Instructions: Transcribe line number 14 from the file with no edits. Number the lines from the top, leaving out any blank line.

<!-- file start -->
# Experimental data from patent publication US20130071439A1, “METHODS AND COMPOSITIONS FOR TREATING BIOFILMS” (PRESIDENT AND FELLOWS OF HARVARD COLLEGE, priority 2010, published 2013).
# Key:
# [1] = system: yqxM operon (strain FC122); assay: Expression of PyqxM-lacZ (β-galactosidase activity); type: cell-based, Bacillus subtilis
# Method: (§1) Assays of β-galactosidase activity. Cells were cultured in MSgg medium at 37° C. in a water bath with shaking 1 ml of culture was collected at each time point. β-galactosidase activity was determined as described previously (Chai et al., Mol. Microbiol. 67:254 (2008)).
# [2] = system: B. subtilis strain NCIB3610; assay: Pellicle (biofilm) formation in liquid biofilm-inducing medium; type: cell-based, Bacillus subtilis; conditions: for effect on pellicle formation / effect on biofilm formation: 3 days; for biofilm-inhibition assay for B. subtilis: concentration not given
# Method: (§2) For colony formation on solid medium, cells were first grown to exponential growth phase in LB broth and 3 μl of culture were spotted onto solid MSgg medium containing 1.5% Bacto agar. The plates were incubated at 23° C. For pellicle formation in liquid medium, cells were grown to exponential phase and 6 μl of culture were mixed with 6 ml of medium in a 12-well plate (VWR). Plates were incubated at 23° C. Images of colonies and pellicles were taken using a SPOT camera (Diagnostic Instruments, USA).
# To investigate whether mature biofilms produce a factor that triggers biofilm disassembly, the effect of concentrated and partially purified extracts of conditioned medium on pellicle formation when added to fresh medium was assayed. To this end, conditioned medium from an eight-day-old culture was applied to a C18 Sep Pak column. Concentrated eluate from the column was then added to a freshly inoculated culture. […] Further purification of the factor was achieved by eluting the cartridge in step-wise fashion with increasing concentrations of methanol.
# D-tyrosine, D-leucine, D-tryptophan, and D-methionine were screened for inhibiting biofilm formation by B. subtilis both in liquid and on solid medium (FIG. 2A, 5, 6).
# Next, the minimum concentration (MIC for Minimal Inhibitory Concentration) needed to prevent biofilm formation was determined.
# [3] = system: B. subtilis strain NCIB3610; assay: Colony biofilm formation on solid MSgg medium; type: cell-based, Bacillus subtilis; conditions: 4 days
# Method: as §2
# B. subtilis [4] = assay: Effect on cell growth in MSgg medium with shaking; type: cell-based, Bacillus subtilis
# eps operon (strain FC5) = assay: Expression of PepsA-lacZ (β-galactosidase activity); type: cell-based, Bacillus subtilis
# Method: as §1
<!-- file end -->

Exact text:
# Method: as §1